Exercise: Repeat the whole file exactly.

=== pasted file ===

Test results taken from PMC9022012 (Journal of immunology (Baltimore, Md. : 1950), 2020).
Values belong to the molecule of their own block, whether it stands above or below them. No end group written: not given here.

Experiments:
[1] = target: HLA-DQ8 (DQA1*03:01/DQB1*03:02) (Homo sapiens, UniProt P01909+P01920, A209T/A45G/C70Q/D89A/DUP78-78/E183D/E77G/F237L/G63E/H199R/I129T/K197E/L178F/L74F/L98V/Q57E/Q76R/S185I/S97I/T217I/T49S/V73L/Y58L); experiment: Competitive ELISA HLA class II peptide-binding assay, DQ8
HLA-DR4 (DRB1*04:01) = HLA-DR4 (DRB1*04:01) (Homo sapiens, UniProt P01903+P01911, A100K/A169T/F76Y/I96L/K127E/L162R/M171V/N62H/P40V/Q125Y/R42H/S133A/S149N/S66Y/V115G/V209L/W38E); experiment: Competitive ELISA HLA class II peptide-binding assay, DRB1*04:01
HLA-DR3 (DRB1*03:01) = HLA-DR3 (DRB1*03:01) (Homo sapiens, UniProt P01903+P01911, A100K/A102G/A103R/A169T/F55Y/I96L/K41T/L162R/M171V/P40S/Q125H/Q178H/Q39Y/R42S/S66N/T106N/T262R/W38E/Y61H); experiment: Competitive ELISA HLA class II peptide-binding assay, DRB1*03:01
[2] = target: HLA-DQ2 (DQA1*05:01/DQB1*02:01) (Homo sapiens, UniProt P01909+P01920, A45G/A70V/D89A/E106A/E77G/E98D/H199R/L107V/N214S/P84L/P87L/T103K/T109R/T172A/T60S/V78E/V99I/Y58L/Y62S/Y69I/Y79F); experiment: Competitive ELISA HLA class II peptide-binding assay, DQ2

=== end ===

Test results taken from PMC9022012 (Journal of immunology (Baltimore, Md. : 1950), 2020).
Values belong to the molecule of their own block, whether it stands above or below them. No end group written: not given here.

Experiments:
[1] = target: HLA-DQ8 (DQA1*03:01/DQB1*03:02) (Homo sapiens, UniProt P01909+P01920, A209T/A45G/C70Q/D89A/DUP78-78/E183D/E77G/F237L/G63E/H199R/I129T/K197E/L178F/L74F/L98V/Q57E/Q76R/S185I/S97I/T217I/T49S/V73L/Y58L); experiment: Competitive ELISA HLA class II peptide-binding assay, DQ8
HLA-DR4 (DRB1*04:01) = HLA-DR4 (DRB1*04:01) (Homo sapiens, UniProt P01903+P01911, A100K/A169T/F76Y/I96L/K127E/L162R/M171V/N62H/P40V/Q125Y/R42H/S133A/S149N/S66Y/V115G/V209L/W38E); experiment: Competitive ELISA HLA class II peptide-binding assay, DRB1*04:01
HLA-DR3 (DRB1*03:01) = HLA-DR3 (DRB1*03:01) (Homo sapiens, UniProt P01903+P01911, A100K/A102G/A103R/A169T/F55Y/I96L/K41T/L162R/M171V/P40S/Q125H/Q178H/Q39Y/R42S/S66N/T106N/T262R/W38E/Y61H); experiment: Competitive ELISA HLA class II peptide-binding assay, DRB1*03:01
[2] = target: HLA-DQ2 (DQA1*05:01/DQB1*02:01) (Homo sapiens, UniProt P01909+P01920, A45G/A70V/D89A/E106A/E77G/E98D/H199R/L107V/N214S/P84L/P87L/T103K/T109R/T172A/T60S/V78E/V99I/Y58L/Y62S/Y69I/Y79F); experiment: Competitive ELISA HLA class II peptide-binding assay, DQ2